The Financial Conduct Authority (FCA) has proposed an update to guidance on mortgages and consumer credit repossessions.
In November 2020, the FCA detailed further support for mortgage and consumer credit borrowers experiencing payment difficulties as a result of COVID-19.
The guidance outlined that firms should generally not enforce repossessions before 31 January 2021.
The authority has now published draft guidance setting out its proposed approach to repossessions from 31 January 2021.
Current guidance on mortgage repossessions means firms should not enforce repossessions before 31 January 2021 except in exceptional circumstances, such as a customer requesting that proceedings continue.
The FCA is now proposing extending this guidance so that firms should not enforce repossessions before 1 April 2021.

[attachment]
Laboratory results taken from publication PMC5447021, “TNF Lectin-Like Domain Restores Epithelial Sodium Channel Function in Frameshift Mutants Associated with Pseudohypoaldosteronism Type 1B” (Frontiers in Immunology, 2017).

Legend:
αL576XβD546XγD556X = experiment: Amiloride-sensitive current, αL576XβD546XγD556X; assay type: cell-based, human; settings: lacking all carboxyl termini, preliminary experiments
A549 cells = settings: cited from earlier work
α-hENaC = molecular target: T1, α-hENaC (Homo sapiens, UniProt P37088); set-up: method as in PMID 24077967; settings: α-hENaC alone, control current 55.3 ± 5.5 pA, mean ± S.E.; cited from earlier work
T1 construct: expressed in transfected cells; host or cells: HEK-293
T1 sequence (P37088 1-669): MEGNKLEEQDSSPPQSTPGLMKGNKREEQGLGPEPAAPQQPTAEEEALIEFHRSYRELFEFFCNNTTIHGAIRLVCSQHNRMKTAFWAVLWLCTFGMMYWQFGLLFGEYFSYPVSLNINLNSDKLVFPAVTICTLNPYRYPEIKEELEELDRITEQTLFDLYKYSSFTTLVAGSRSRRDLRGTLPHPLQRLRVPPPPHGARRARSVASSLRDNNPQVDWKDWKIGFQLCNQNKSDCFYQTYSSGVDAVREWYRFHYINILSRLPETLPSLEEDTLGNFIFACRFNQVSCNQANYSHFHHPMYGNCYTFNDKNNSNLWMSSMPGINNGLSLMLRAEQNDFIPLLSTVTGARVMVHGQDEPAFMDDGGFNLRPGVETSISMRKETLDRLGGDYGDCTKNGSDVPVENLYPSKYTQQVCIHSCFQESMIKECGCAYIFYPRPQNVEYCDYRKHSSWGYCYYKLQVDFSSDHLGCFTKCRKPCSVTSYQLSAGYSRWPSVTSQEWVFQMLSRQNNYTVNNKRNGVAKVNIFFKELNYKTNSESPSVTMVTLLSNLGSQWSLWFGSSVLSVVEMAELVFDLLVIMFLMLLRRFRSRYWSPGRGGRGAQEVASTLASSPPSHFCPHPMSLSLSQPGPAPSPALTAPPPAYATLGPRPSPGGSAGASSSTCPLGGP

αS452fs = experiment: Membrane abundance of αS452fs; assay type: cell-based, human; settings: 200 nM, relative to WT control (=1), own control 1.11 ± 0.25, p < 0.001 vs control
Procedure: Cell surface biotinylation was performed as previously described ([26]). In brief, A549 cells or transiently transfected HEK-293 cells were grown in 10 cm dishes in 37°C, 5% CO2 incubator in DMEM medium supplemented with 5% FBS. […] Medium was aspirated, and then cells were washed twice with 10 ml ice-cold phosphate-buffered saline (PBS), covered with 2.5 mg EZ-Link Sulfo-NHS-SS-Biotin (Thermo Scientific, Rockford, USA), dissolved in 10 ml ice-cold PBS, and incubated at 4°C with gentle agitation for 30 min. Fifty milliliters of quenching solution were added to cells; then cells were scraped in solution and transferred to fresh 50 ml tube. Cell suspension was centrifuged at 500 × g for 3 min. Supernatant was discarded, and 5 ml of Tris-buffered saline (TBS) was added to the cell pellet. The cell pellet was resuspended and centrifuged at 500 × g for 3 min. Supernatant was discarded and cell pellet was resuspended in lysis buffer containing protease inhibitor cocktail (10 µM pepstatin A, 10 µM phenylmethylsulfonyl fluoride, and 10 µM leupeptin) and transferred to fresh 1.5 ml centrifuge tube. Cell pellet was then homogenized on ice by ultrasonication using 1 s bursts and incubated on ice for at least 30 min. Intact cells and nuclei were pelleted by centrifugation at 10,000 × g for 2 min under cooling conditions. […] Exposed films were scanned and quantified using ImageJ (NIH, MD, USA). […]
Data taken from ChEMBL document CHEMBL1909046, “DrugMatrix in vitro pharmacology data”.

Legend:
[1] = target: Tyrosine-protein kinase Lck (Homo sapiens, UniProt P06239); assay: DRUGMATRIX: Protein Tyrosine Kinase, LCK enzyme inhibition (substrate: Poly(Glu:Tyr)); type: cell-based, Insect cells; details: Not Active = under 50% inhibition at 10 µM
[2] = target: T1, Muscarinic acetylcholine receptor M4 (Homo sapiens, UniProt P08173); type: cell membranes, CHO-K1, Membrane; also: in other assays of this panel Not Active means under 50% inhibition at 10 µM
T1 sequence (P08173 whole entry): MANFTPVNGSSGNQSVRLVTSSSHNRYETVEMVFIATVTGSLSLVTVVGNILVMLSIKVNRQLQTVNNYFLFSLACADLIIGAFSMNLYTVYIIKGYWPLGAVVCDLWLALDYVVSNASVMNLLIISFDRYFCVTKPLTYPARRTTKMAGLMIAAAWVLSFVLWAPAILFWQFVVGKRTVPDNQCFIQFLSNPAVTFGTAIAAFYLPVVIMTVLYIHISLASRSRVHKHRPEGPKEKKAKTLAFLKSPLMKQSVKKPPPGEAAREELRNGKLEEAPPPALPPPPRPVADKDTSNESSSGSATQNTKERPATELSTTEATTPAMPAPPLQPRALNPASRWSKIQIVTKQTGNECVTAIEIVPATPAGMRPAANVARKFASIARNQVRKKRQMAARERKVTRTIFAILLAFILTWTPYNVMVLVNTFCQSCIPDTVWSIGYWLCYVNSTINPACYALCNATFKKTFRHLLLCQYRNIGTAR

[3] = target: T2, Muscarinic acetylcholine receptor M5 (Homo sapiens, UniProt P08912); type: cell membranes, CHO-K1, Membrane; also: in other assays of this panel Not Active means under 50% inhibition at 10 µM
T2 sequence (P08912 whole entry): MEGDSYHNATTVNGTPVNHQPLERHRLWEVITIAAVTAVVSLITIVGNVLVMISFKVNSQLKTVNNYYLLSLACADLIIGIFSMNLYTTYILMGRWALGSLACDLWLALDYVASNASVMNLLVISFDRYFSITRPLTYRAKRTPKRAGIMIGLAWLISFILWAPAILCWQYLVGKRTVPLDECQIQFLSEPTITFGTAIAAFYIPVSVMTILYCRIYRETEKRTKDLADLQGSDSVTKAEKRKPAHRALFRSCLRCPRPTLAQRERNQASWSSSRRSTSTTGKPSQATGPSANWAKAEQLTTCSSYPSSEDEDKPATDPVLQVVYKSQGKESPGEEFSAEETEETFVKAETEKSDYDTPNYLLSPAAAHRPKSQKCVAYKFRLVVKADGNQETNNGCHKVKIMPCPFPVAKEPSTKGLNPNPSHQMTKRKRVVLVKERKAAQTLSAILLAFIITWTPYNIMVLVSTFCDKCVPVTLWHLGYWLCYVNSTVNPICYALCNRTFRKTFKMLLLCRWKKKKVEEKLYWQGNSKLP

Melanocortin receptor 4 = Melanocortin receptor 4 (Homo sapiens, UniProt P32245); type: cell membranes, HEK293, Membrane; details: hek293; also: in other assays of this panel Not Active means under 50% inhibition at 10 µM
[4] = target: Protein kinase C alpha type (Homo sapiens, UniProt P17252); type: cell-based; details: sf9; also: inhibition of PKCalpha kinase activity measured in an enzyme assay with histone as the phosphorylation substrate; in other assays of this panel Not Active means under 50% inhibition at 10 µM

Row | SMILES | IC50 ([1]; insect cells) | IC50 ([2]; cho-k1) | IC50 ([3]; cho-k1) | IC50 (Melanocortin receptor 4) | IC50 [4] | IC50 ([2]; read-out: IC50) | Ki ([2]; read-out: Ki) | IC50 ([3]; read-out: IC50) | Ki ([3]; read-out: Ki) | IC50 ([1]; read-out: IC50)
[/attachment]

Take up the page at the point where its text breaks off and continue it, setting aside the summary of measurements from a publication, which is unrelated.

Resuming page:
This approach takes account of the worsening coronavirus situation and the government’s tighter coronavirus-related restrictions, which mean that consumers could experience significant harm if forced to move home at this time as a result of repossession proceedings.
In addition, the FCA recognise the recent government ban on evictions in some nations, which could also prevent firms from enforcing home repossessions.
The FCA’s current consumer credit guidance means that before 31 January 2021 firms should not terminate a regulated agreement or repossess goods or vehicles under the agreement that the customer needs, except in exceptional circumstances.
It is now proposing that consumer credit firms will be able to repossess goods and vehicles from 31 January 2021.
However it detailed that this should only be as a last resort, and subject to complying with relevant government public health guidelines and regulations, for example on social distancing and shielding.
Firms will also be expected to consider the impact on customers who may be vulnerable, including because of the pandemic, when deciding whether repossession of goods or vehicles is appropriate.
The FCA invites comments on the draft guidance by 10am on 18 January 2021.